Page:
Postfeminist Kidults

 

Cosmopolitan Article “What Does It Mean to Be an Adult? (April 2013)

 

(The article discusses both Zooey Deschanel and Mindy Kaling)

 

The article discusses the new idea of adulthood in our society, “[it] used to be simple. You finished school, got hitched, and pregnant, moved out to the ‘burbs and bam! —you were a grown-up.” Now, however the characters (and actors playing them) are not strictly going down this road. To put a stop to the nagging fertility questions, Jess on New Girl, uses her “quirk” to provide ample reason of her own irresponsibility.

 

Mindy on The Mindy Project has a stable and successful career as an ob-gyn, yet her life is pretty much a hot-mess. She doesn’t seem very stable in her personal life and is more like a “kidlike adult” with “Hunger Games– themed checks and [who] eats cereal out of wine glasses.”

 

Both of these women embody the “postfeminism heroine.” They are “vital, youthful, and playful (Tasker and Negra).” Just as Jenna from 13 Going on 30 is rewarded for her adolescent psychology, audiences love Mindy and Jess for being “kidults.”

 

However, the world of postfeminism is also surrounded by consumerism and sex, commonly explained by Sex and the City. Carrie shows her “girl power” by using her income to buy expensive shoes. She and her friends are known for their frank conversations about sex, pushing the power they have. In fact, about 90% of the show, the women are buying clothes, talking about fashion, or talking about sex. Fashion is used as a key to the postfeminist world, the women are able to spend there money wherever they like, and in Carrie’s case, that being extremely expensive shoes.

 

In comparison, some aspects of New Girl and The Mindy Project, challenges these beliefs. In The Mindy Project, Mindy attempts to prove her power by having hook-ups with her British co-worker, but she ends up feeling worse about herself than before. She is not able to find the “girl power” that Sex and the City portrays after any of the four women find a hook-up, albeit, Carrie refuses to have a one-night stand when she is trying to prove her self-worth to herself, unlike Mindy.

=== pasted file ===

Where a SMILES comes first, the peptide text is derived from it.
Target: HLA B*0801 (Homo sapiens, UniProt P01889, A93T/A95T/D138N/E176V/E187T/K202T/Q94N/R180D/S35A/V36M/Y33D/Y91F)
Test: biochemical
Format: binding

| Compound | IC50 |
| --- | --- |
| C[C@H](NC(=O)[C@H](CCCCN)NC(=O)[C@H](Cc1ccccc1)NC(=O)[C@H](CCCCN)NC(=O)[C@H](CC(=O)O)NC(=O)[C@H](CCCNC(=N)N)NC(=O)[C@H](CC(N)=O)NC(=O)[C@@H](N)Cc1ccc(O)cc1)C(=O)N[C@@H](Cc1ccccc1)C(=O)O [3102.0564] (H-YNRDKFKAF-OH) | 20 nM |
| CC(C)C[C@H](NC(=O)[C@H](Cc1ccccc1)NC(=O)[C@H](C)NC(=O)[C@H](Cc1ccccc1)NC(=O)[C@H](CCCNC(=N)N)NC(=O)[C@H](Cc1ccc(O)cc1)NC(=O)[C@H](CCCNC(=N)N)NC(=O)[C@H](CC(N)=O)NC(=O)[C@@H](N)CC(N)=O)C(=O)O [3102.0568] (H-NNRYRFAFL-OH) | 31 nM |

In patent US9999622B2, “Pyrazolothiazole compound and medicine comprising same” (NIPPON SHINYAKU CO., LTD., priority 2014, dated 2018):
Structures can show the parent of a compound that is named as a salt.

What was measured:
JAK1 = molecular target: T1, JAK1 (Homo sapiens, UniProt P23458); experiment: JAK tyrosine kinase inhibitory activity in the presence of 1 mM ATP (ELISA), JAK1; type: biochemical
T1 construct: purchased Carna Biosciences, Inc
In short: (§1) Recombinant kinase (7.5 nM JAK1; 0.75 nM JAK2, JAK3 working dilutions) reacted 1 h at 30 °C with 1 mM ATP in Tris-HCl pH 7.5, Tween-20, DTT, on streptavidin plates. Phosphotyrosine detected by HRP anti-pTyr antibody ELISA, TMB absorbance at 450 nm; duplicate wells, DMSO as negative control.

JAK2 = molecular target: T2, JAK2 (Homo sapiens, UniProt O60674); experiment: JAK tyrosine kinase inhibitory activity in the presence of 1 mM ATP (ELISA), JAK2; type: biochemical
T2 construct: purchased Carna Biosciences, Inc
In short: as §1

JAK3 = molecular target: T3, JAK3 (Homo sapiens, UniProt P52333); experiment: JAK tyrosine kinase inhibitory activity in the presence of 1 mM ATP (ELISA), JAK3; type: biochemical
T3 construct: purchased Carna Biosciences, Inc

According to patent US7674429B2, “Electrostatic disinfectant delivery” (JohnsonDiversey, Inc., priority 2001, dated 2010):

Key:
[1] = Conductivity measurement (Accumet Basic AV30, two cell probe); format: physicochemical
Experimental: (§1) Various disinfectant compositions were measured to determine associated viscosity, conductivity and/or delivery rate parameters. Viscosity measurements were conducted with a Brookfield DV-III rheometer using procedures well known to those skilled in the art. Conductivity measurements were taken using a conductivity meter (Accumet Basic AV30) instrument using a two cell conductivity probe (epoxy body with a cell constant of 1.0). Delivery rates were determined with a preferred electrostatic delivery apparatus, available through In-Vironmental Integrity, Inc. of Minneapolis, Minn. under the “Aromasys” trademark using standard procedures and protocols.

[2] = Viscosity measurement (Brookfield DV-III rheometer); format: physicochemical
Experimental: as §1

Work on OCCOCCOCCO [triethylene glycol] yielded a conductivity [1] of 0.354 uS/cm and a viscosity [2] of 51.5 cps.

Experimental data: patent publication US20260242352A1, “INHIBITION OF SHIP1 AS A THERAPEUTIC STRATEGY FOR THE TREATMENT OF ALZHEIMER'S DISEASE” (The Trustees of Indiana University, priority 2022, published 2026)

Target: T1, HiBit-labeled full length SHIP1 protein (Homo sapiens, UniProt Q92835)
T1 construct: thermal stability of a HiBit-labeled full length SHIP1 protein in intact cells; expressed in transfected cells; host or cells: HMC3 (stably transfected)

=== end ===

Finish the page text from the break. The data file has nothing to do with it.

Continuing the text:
Jess is definitely not seen as a sex symbol, she does not wear the traditional clothes or dance like a shot girl. She does not gain her power through a postfeminist way. Her clothes are more conservative and old-fashioned than provocative and expensive. On the other hand, this complicates things because she is “maintain[ing] a youthful appearance and attitude,” so she fits within some postfeminist guidelines. She may not be the sex symbol as the characters on Sex and the City, but she does hold on to some postfeminist qualities.

 

Zooey Deschanel is very similar to the character of Jess; she is well-known for her ultra-feminine clothes, nail art, and quirky personality. She is co-founder of the website Hello Giggles, which the article thinks, “sounds like something a third grader might doodle.” When she was in the process of getting a divorce, her finances became public knowledge, and she was shown that she does not spend that much on clothes per month. Just like Jess, Zooey she has some qualities of postfeminism, but not all.

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